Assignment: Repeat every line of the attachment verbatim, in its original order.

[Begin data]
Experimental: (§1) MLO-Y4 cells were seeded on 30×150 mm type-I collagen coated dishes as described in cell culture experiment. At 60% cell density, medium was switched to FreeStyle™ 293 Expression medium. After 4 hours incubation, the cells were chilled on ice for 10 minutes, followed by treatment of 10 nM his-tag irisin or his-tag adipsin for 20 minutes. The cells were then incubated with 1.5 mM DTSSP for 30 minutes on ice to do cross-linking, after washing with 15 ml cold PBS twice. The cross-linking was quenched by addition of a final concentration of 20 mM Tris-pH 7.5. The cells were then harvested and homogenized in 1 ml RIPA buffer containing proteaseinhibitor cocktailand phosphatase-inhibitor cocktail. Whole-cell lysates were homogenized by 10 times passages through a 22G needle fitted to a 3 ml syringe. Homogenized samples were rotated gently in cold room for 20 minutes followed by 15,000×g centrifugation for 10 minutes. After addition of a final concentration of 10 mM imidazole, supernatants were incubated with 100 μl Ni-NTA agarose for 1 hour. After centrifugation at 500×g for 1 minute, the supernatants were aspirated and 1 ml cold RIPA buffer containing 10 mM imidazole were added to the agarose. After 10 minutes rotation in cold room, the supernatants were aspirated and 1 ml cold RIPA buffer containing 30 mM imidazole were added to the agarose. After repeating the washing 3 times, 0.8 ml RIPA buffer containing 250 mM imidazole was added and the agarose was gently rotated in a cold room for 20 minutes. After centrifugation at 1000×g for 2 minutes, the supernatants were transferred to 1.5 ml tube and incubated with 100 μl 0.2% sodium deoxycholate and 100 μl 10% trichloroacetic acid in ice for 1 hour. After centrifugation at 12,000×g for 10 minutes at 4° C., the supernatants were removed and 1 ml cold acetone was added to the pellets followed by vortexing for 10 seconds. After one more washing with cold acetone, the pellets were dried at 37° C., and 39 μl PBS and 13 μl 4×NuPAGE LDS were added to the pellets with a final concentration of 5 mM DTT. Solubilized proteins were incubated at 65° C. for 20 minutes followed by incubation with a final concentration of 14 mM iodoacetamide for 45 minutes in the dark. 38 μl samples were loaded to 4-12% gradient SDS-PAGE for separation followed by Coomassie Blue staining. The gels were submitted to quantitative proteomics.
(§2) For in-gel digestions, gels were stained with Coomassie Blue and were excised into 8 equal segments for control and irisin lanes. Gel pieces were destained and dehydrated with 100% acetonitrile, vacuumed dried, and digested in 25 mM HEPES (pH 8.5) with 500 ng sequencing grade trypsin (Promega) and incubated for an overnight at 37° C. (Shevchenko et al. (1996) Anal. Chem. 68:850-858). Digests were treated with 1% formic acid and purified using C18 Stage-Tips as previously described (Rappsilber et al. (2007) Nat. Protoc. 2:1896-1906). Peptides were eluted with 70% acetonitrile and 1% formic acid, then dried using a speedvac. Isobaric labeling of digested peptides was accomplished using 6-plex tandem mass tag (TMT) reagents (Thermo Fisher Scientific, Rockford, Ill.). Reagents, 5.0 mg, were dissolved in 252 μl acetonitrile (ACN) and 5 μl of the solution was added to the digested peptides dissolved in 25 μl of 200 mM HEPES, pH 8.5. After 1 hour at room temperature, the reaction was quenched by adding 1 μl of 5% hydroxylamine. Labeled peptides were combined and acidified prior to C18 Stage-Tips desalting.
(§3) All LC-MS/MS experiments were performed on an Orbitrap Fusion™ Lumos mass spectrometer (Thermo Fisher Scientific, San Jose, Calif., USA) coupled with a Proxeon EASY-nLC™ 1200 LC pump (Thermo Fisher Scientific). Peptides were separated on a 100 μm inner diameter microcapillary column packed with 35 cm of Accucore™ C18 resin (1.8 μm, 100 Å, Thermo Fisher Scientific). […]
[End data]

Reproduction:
Experimental: (§1) MLO-Y4 cells were seeded on 30×150 mm type-I collagen coated dishes as described in cell culture experiment. At 60% cell density, medium was switched to FreeStyle™ 293 Expression medium. After 4 hours incubation, the cells were chilled on ice for 10 minutes, followed by treatment of 10 nM his-tag irisin or his-tag adipsin for 20 minutes. The cells were then incubated with 1.5 mM DTSSP for 30 minutes on ice to do cross-linking, after washing with 15 ml cold PBS twice. The cross-linking was quenched by addition of a final concentration of 20 mM Tris-pH 7.5. The cells were then harvested and homogenized in 1 ml RIPA buffer containing proteaseinhibitor cocktailand phosphatase-inhibitor cocktail. Whole-cell lysates were homogenized by 10 times passages through a 22G needle fitted to a 3 ml syringe. Homogenized samples were rotated gently in cold room for 20 minutes followed by 15,000×g centrifugation for 10 minutes. After addition of a final concentration of 10 mM imidazole, supernatants were incubated with 100 μl Ni-NTA agarose for 1 hour. After centrifugation at 500×g for 1 minute, the supernatants were aspirated and 1 ml cold RIPA buffer containing 10 mM imidazole were added to the agarose. After 10 minutes rotation in cold room, the supernatants were aspirated and 1 ml cold RIPA buffer containing 30 mM imidazole were added to the agarose. After repeating the washing 3 times, 0.8 ml RIPA buffer containing 250 mM imidazole was added and the agarose was gently rotated in a cold room for 20 minutes. After centrifugation at 1000×g for 2 minutes, the supernatants were transferred to 1.5 ml tube and incubated with 100 μl 0.2% sodium deoxycholate and 100 μl 10% trichloroacetic acid in ice for 1 hour. After centrifugation at 12,000×g for 10 minutes at 4° C., the supernatants were removed and 1 ml cold acetone was added to the pellets followed by vortexing for 10 seconds. After one more washing with cold acetone, the pellets were dried at 37° C., and 39 μl PBS and 13 μl 4×NuPAGE LDS were added to the pellets with a final concentration of 5 mM DTT. Solubilized proteins were incubated at 65° C. for 20 minutes followed by incubation with a final concentration of 14 mM iodoacetamide for 45 minutes in the dark. 38 μl samples were loaded to 4-12% gradient SDS-PAGE for separation followed by Coomassie Blue staining. The gels were submitted to quantitative proteomics.
(§2) For in-gel digestions, gels were stained with Coomassie Blue and were excised into 8 equal segments for control and irisin lanes. Gel pieces were destained and dehydrated with 100% acetonitrile, vacuumed dried, and digested in 25 mM HEPES (pH 8.5) with 500 ng sequencing grade trypsin (Promega) and incubated for an overnight at 37° C. (Shevchenko et al. (1996) Anal. Chem. 68:850-858). Digests were treated with 1% formic acid and purified using C18 Stage-Tips as previously described (Rappsilber et al. (2007) Nat. Protoc. 2:1896-1906). Peptides were eluted with 70% acetonitrile and 1% formic acid, then dried using a speedvac. Isobaric labeling of digested peptides was accomplished using 6-plex tandem mass tag (TMT) reagents (Thermo Fisher Scientific, Rockford, Ill.). Reagents, 5.0 mg, were dissolved in 252 μl acetonitrile (ACN) and 5 μl of the solution was added to the digested peptides dissolved in 25 μl of 200 mM HEPES, pH 8.5. After 1 hour at room temperature, the reaction was quenched by adding 1 μl of 5% hydroxylamine. Labeled peptides were combined and acidified prior to C18 Stage-Tips desalting.
(§3) All LC-MS/MS experiments were performed on an Orbitrap Fusion™ Lumos mass spectrometer (Thermo Fisher Scientific, San Jose, Calif., USA) coupled with a Proxeon EASY-nLC™ 1200 LC pump (Thermo Fisher Scientific). Peptides were separated on a 100 μm inner diameter microcapillary column packed with 35 cm of Accucore™ C18 resin (1.8 μm, 100 Å, Thermo Fisher Scientific). […]